In federal court in Minnesota, a middle-aged man named Danny Heinrich confessed to being the killer of Jacob Wetterling, an eleven year old boy Heinrich kidnapped in 1989. It has been one of the most infamous—and chilling—cases in the history of the state. Unsolved for twenty-seven years, the case led to changes in how kids are protected, new federal and state laws about kidnapping, and a greater awareness of child safety—even in small towns across the country. See news story in StarTribune: http://www.startribune.com/danny-heinrich-confesses-to-abducting-and-killing-jacob-wetterling/392438361/
Why did the killer of Jacob Wetterling confess?
I’ve worked for almost forty years as both a prosecutor and a criminal defense lawyer. I’ve prosecuted and defended similar cases. Here’s what I’ve learned over the years.
- Of course, the obvious reason the killer of Jacob Wetterling confessed is because of the plea deal he received from prosecutors. Heinrich faced several counts of child porn charges in federal court but was not charged with murder of Jacob Wetterling. Prosecutors and defense lawyers agreed that if Heinrich plead guilty to the child porn case and confessed to murdering Jacob Wetterling, he would receive a sentence of 20 years and not be charged with murder. Potentially, if he had been charged and convicted of the sexual assault of the boy and the murder, Heinrich could have faced more than 20 years in prison. Unfortunately for prosecutors, they didn’t have any evidence to charge him with murder. They wanted an answer that has haunted thousands of people around the country for 27 years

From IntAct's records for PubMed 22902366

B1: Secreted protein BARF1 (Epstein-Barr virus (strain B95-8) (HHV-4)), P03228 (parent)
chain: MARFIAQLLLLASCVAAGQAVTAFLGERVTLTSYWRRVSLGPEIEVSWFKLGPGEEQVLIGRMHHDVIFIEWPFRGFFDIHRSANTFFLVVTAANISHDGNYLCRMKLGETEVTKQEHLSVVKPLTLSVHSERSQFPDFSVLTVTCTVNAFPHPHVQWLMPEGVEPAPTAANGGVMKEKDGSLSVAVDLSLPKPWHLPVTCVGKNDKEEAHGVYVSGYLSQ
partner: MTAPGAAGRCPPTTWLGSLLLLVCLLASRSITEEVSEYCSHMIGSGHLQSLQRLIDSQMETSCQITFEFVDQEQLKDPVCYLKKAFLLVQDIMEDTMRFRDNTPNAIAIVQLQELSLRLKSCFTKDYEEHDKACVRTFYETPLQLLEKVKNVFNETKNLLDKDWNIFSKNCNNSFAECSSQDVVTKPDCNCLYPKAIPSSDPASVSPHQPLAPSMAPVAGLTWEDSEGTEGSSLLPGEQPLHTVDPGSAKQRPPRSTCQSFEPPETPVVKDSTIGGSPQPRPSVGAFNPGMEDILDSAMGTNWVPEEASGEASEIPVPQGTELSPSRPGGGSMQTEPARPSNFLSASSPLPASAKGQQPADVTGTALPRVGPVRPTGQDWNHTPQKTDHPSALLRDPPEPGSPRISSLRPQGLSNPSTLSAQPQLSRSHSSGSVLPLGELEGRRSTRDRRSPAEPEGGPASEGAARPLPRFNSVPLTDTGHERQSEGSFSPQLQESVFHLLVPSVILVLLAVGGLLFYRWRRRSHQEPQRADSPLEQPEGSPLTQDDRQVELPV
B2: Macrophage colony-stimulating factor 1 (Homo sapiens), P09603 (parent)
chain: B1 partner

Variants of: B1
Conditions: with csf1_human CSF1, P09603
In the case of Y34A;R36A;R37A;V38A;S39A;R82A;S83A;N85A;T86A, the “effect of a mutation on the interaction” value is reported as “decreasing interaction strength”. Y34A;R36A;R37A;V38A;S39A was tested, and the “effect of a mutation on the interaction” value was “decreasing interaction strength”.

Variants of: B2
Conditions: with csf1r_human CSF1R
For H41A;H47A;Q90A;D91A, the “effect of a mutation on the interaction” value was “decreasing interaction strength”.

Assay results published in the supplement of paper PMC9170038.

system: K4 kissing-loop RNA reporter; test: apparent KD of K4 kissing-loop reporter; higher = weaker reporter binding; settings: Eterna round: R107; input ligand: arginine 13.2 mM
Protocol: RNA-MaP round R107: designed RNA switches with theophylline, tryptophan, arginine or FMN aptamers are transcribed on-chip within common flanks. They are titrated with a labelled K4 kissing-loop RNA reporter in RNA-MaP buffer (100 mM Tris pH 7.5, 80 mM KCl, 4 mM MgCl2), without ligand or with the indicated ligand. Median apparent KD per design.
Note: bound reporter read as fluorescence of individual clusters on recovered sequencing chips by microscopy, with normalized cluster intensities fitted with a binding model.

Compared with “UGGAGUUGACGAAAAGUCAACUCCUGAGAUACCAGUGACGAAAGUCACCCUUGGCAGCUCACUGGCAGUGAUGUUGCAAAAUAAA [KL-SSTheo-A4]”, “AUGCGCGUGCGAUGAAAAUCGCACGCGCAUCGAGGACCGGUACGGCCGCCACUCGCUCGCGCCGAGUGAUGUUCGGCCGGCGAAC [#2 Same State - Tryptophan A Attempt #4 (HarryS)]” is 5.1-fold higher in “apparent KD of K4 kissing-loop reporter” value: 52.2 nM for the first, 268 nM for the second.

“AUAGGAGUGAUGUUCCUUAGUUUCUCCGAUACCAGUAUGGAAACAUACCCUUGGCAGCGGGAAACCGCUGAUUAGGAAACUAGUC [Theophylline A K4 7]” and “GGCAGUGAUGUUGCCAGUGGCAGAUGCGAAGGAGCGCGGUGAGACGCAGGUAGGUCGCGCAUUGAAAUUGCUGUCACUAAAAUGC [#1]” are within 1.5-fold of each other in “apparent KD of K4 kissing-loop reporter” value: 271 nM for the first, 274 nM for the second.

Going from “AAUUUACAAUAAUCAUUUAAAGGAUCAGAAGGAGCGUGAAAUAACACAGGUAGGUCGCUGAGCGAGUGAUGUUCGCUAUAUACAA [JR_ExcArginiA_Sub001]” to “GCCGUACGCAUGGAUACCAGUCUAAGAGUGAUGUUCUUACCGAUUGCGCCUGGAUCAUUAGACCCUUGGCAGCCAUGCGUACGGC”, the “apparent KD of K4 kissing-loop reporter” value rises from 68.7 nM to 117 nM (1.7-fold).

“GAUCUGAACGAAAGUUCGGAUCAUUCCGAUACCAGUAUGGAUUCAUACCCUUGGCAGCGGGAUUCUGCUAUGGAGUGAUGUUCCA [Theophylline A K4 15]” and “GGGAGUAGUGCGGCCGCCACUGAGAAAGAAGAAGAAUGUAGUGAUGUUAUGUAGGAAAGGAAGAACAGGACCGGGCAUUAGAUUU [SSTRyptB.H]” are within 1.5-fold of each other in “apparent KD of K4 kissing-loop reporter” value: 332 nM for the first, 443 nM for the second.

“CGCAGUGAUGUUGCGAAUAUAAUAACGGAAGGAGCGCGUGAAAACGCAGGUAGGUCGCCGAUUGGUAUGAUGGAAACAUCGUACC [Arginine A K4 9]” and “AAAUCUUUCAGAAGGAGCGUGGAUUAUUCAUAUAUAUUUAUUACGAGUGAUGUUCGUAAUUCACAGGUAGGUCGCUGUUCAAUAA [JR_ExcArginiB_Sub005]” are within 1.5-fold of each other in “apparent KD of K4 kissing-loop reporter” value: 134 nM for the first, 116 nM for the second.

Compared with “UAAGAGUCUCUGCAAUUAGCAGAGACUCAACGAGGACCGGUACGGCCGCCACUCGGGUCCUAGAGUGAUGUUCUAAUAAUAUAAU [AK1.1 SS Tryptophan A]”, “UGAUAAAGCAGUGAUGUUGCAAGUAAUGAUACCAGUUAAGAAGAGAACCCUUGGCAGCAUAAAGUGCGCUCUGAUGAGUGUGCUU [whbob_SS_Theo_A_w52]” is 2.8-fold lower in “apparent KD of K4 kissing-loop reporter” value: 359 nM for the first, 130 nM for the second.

- In my experience, there is often more to a confession than simply less prison time—although that is certainly a strong motivation. I think there’s more to this case that caused the killer of Jacob Wetterling to confess. After all, he would never have been charged with murder because of the lack of evidence. Even if convicted of the child porn case, he probably would’ve served less time in federal prison. So, why did he confess?
- One reason I’ve seen quite often is an appeal to the killer based on moral standards. The investigators will often say things like: “You know you’re guilty. Why don’t you get right with God and confess?” Guilt goes a long way. For those defendants who believe in God, the appeal can work and make them confess even when it seems in their best interest—in this world—to keep quiet.
- Another tactic I’ve seen is for the investigator to appeal to family, especially the defendant’s mother. Something like: “What would your mother say if she knew you murdered someone? Wouldn’t you want to come straight for her sake and get this off your chest?” This approach works with certain defendants.
- Sometimes, it’s a reminder of how the victims and the families are suffering that will move a defendant to confess to a murder.
I don’t know exactly what motivated the killer of Jacob Wetterling to confess, but I would guess it involved not only the plea deal on prison time and potential charges, but also one of the other appeals to a higher moral obligation that even the most hardened criminals often respond to.